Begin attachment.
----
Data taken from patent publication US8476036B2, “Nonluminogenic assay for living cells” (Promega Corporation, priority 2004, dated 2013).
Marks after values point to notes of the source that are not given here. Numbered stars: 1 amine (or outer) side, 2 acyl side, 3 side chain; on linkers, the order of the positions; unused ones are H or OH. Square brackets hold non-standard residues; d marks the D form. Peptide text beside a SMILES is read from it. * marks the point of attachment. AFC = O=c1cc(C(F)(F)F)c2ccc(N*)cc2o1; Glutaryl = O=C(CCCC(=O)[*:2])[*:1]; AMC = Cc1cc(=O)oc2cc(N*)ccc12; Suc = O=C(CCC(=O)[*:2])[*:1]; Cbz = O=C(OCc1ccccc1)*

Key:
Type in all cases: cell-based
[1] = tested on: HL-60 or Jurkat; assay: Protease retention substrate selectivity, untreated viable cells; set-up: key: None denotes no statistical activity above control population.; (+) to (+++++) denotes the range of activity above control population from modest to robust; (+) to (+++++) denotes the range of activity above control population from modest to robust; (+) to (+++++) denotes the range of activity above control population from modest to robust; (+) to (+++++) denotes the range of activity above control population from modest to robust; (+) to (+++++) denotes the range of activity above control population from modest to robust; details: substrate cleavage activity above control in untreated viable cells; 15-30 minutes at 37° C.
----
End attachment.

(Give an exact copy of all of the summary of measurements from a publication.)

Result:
Data taken from patent publication US8476036B2, “Nonluminogenic assay for living cells” (Promega Corporation, priority 2004, dated 2013).
Marks after values point to notes of the source that are not given here. Numbered stars: 1 amine (or outer) side, 2 acyl side, 3 side chain; on linkers, the order of the positions; unused ones are H or OH. Square brackets hold non-standard residues; d marks the D form. Peptide text beside a SMILES is read from it. * marks the point of attachment. AFC = O=c1cc(C(F)(F)F)c2ccc(N*)cc2o1; Glutaryl = O=C(CCCC(=O)[*:2])[*:1]; AMC = Cc1cc(=O)oc2cc(N*)ccc12; Suc = O=C(CCC(=O)[*:2])[*:1]; Cbz = O=C(OCc1ccccc1)*

Key:
Type in all cases: cell-based
[1] = tested on: HL-60 or Jurkat; assay: Protease retention substrate selectivity, untreated viable cells; set-up: key: None denotes no statistical activity above control population.; (+) to (+++++) denotes the range of activity above control population from modest to robust; (+) to (+++++) denotes the range of activity above control population from modest to robust; (+) to (+++++) denotes the range of activity above control population from modest to robust; (+) to (+++++) denotes the range of activity above control population from modest to robust; (+) to (+++++) denotes the range of activity above control population from modest to robust; details: substrate cleavage activity above control in untreated viable cells; 15-30 minutes at 37° C.